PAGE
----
Arts and Entertainment Brace yourself: Bob Mortimer and Vic Reeves in 'House of Fools'

Vic and Bob have done sketch shows (The Smell of Reeves and Mortimer), web series (Vic & Bob’s Afternoon Delights), comedy dramas (Catterick, Randall & Hopkirk (Deceased)) and the greatest quiz show of all time (Shooting Stars), but until now they’ve never done a sitcom as sit-commy as this. Their new show, House of Fools (BBC2), is filmed in front of a live studio audience, and the duo play Odd Couple-style flatmates in a home filled with bizarre bric-à-brac and beset by unwelcome visitors.

Pablo Picasso - La Lecture: £25.2m

Art world's big spenders help Sotheby's to a billion-pound year

It might seem that everything is crashing down around us in Austerity Britain, but judging by the bumper sales figures disclosed by one London auction house, now could be the perfect time to cash in on those artistic masterpieces gathering dust in your attic.

Pablo Picasso - La Lecture: £25.2m

Do I hear a billion? Sotheby's sales surge as art market bucks downturn

It might seem like everything is crashing down around us in Austerity Britain, but judging by the bumper-billion-pound sales figures disclosed by one London auction house, it appears now is the perfect time to cash in on those artistic masterpieces you've left gathering dust in your attic.

Ego and super-ego: Freud (Viggo Mortensen) and Jung (Michael Fassbender) in A Dangerous Method

Artistic tendencies: How long have you felt this way, Darth?

As a film chronicles Freud and Jung's battle of wits, Phil Boucher puts 10 artistic moments on the couch

Dreams turn to reality for surrealist film director

The Czech film director, Jan Svankmajer discusses a troubled childhood and the inspiration for his new film.

Feast Day of Fools, By James Lee Burke

Graham Greene's religious faith was often fragile. When in one of his periodic moments of doubt he suggested to Evelyn Waugh that he was considering resigning from the Catholic novelist coterie to which the two belonged, Waugh was outraged and insisted Greene carry on writing novels with a religious basis, however uncertain his belief had become.

David Shillinglaw's new exhibition: a picture preview

A new collection of works by David Shillinglaw will bring together a selection of art hoping to reflect 'the constant search for and consumption of that which makes us complete'

It's so Surreal... the artist who forged himself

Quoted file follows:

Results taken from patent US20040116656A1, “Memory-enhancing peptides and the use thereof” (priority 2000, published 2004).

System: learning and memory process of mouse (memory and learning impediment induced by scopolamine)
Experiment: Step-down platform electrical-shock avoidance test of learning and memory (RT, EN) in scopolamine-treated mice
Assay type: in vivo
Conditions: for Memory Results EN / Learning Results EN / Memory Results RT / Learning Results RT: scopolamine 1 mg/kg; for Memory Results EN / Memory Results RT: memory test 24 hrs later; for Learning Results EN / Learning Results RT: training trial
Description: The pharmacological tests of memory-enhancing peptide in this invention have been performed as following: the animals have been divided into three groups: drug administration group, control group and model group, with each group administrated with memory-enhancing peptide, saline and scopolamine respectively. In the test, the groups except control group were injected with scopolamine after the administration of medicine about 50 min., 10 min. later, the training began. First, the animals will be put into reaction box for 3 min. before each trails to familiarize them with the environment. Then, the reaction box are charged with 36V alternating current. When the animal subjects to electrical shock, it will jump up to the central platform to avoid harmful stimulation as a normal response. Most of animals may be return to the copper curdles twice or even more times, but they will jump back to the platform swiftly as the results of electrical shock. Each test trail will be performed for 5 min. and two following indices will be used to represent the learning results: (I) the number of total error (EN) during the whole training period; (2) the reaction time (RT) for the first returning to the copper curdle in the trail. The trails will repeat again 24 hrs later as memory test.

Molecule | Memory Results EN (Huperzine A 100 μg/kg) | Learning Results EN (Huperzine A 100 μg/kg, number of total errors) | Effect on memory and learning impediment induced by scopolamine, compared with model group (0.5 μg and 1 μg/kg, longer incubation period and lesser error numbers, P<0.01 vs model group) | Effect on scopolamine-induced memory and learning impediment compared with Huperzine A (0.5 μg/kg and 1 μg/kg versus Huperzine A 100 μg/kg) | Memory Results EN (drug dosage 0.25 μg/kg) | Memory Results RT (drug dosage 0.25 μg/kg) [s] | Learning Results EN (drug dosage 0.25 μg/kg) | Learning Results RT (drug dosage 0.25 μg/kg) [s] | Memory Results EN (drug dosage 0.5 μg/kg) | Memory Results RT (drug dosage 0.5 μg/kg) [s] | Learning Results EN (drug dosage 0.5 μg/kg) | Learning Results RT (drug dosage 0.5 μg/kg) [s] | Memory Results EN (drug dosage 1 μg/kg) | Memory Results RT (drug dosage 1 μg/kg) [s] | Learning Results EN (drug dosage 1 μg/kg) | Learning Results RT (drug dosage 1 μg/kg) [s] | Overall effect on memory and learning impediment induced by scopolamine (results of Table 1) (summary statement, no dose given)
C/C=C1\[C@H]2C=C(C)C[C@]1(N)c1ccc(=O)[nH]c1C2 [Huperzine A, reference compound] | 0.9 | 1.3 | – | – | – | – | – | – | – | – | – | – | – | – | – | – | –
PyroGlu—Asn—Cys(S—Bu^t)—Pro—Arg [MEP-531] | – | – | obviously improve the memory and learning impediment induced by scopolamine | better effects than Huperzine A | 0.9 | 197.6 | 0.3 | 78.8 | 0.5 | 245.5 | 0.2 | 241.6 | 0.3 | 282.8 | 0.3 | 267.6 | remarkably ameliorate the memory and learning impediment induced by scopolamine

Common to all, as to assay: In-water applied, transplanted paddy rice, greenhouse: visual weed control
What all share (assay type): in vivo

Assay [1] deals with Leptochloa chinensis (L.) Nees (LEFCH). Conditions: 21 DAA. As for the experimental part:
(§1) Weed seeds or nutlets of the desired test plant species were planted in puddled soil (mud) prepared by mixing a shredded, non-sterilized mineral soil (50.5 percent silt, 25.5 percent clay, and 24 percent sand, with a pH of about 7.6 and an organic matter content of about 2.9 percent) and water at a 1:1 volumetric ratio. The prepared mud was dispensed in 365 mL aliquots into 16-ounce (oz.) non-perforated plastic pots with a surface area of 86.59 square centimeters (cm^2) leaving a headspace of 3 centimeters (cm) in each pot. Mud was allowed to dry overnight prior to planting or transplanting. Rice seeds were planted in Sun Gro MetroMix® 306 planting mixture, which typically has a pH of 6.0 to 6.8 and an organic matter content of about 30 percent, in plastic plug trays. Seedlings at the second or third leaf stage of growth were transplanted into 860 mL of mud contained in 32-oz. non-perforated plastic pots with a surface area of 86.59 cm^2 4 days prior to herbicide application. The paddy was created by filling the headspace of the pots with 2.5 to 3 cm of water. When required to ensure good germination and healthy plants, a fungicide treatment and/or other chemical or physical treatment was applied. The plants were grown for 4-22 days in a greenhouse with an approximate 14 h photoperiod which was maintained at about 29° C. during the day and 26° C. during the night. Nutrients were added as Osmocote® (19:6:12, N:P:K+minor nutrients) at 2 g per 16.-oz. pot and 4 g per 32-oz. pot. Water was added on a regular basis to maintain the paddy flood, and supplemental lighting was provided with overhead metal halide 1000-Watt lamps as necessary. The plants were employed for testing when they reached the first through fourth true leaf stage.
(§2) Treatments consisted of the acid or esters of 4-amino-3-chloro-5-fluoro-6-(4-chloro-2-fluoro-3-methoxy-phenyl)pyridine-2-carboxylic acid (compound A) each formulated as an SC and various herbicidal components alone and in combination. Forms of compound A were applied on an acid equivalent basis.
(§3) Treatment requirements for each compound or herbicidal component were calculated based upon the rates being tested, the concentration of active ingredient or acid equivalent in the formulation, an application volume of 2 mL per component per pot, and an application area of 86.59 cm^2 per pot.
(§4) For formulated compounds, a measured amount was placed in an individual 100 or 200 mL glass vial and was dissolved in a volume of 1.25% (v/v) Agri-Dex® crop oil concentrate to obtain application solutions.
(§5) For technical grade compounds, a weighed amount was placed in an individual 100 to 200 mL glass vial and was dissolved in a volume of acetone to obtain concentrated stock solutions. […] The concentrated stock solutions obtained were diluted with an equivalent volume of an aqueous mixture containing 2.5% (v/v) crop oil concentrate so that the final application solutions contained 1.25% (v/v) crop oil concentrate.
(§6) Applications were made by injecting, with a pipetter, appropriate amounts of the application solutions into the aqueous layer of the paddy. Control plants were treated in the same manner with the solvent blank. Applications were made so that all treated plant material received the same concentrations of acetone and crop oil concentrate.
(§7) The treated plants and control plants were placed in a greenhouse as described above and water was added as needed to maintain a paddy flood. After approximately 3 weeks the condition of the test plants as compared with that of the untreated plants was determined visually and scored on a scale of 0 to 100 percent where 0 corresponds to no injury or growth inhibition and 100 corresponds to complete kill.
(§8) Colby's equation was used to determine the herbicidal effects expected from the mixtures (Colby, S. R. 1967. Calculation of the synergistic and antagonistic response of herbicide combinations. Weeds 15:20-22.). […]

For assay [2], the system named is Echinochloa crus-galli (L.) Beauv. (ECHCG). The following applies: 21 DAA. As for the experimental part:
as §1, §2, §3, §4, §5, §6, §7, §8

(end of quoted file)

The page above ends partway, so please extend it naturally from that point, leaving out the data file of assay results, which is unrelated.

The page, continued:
A new exhibition shows how Margritte could copy. But was it clever irony or just desperation?

The Ground Aslant: An Anthology of Radical Landscape Poetry (ed Harriet Tarlo)

Odes to nature, but with a cutting edge

Miró: Works on paper and rare graphics

The playful, cartoon-like paintings of Joan Miró are instantly recognisable. Bright in colour and childlike in form, the Catalan artist flirted with both abstract expressionism and surrealism to create his vivid celebrations of the Catalan landscape.

Rare Dali sculptures on show in London

An outdoor installation of Salvador Dali's 'Alice in Wonderland' sculpture, previously unseen in the UK, opened today at the Moor House Gallery.

La Perla Negra: A tribute to Frida Kahlo

A major exhibition of paintings by Spanish artist Lita Cabellut in tribute to late Mexican artist Frida Kahlo opens at the Opera Gallery London today.

Invisible Ink: No 70 - Maurice Richardson

Here's a forgotten author, Maurice Richardson, with a single remembered book to his name – but what a book! The paper shortages of the Second World War gave rise to Lilliput magazine, a diminutive periodical that survived thanks to the quality of its writers and illustrators, who included Richardson, Nancy Mitford, Stephen Potter, Mervyn Peake, VS Pritchett, Ronald Searle, Robert Graves, Aleister Crowley, Patrick Campbell, Gerard Hoffnung and Sir Max Beerbohm. It helped that they published fairly saucy (for the time) pictures of unclothed ladies. Every cover featured a scene combining a man, a woman and a dog.

The Unseen Dali: The simpler side of Surrealism

The Unseen Dali is an exhibition of 40 or so works, spanning the artist's entire career, many of which have never been shown in the UK before (seven of the drawings have never been exhibited at all). While Dali's reputation as an exhibitionist is made explicit here by the show's semi-naked centrepiece, "Bust de Femme Rétrospectif" – a milliner's bust with cobs of corn across her shoulders, ants on her face and a baguette on her head – the exhibition reveals another side to the artist: a simpler, more low-key draughtsman, painter and sculptor interested in colour, landscapes and the human form.

Angelos Epithemiou and Friends, Bloomsbury Theatre, London

BBC2's Shooting Stars provided the big break for Angelos Epithemiou and in a very short space of time, the dishevelled clown, who owes so much to the stylings of his hosts Vic Reeves and Bob Mortimer, has enjoyed a suitably stellar ascent.

A Town Called Panic (PG)

Stéphane Aubier and Vincent Patar may be the funniest Belgian surrealists since René Magritte. Their stop-motion animation invokes a head-in-the-clouds papier-mâché otherworld that keeps shattering into pieces and then cleverly reconstituting itself. It centres upon a hilltop house where plastic figurines Cowboy, Indian and Horse all live in chaotic harmony; their bathroom routine is enough to make you giggle by itself.

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